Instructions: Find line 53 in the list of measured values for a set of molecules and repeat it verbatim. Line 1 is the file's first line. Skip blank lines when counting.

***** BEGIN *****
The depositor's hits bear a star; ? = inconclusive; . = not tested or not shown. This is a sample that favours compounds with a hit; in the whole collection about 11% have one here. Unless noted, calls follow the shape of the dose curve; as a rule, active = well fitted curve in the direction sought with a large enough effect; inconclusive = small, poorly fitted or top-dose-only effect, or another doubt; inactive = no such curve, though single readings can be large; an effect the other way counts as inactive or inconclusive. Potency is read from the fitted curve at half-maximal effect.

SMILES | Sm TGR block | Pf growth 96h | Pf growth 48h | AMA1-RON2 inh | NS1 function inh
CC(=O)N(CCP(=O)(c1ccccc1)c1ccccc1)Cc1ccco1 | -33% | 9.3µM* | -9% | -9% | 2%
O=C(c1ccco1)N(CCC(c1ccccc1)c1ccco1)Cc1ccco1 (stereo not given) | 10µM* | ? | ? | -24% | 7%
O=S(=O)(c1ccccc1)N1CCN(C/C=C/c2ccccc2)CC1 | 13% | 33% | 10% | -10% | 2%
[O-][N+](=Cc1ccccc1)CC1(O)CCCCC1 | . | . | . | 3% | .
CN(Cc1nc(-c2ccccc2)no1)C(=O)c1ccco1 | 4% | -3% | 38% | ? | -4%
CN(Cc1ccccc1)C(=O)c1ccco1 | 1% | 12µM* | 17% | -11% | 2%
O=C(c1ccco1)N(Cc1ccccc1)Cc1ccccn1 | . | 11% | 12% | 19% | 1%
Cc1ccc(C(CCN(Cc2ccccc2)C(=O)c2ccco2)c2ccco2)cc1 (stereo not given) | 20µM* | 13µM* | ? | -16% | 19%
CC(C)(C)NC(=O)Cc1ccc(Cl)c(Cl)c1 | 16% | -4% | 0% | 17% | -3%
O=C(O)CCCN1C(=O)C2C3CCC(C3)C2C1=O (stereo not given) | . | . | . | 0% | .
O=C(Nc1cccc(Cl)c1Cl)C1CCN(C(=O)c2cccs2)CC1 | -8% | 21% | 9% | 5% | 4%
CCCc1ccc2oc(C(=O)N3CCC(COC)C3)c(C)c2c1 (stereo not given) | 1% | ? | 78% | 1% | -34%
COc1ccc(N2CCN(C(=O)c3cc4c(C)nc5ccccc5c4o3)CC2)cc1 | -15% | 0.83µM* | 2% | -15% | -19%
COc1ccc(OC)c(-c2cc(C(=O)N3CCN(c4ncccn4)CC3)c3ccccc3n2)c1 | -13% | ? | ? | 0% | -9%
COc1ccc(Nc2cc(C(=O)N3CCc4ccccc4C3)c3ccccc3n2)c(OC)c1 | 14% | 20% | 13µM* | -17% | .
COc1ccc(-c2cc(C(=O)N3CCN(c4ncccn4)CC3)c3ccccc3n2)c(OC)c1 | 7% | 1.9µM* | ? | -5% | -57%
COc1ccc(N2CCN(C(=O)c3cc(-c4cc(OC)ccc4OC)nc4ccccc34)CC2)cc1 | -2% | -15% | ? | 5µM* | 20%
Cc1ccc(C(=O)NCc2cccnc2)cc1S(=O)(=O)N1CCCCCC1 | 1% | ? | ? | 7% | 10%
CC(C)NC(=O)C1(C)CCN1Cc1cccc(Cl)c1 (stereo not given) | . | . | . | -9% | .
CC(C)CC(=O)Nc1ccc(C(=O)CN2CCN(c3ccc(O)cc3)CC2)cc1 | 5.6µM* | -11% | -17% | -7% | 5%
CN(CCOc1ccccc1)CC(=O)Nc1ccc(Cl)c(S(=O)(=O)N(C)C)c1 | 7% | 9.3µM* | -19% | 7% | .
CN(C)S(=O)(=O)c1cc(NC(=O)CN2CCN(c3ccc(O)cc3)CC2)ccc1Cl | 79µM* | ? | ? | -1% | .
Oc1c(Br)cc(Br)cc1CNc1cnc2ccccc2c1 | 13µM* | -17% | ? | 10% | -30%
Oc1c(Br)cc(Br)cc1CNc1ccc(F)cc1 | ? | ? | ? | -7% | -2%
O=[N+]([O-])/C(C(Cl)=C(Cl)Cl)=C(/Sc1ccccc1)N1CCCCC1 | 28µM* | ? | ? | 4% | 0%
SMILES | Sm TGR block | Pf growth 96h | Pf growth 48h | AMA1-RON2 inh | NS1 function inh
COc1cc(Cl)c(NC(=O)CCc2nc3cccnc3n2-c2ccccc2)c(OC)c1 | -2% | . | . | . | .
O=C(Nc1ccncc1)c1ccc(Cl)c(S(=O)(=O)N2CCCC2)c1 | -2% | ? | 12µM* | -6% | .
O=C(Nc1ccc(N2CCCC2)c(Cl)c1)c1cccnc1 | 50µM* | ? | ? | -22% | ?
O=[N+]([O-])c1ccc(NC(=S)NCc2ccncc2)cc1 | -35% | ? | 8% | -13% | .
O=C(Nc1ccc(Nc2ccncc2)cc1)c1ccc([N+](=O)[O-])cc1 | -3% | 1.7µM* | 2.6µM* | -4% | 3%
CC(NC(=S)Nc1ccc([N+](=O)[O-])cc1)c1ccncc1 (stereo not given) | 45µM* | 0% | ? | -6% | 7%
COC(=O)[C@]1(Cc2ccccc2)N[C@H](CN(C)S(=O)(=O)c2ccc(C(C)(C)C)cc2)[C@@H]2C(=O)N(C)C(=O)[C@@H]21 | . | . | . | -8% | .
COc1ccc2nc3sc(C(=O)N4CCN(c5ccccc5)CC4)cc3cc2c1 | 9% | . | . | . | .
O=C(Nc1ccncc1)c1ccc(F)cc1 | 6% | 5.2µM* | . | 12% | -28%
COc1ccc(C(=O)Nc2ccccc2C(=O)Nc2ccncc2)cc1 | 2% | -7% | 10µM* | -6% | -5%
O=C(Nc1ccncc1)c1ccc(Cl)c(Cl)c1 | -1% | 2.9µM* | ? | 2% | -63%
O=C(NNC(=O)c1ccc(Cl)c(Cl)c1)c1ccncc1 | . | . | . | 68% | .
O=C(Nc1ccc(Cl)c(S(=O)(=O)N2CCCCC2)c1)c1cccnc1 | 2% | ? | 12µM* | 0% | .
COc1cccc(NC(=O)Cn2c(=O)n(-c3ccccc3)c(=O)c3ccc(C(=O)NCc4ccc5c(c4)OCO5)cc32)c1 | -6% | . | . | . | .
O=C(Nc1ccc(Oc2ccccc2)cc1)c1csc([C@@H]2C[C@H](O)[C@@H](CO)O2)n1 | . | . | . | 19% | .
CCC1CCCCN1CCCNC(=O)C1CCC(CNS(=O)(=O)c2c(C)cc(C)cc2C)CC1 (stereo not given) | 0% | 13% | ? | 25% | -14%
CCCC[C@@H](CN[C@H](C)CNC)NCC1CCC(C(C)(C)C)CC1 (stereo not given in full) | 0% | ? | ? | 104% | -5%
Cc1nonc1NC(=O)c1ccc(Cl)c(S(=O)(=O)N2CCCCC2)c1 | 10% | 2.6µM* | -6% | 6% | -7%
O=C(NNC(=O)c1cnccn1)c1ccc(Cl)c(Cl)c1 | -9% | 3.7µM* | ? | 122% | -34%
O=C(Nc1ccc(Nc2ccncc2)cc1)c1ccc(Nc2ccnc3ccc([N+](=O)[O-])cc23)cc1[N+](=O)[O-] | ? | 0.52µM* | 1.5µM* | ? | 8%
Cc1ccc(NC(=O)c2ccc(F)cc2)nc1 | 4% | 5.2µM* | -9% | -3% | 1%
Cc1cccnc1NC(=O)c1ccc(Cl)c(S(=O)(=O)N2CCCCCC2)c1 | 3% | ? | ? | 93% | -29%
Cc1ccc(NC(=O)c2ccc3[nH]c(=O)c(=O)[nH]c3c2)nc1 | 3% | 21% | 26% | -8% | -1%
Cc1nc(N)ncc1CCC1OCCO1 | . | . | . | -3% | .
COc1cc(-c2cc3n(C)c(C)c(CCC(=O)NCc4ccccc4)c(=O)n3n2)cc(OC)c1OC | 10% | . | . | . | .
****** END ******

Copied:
COc1cc(-c2cc3n(C)c(C)c(CCC(=O)NCc4ccccc4)c(=O)n3n2)cc(OC)c1OC | 10% | . | . | . | .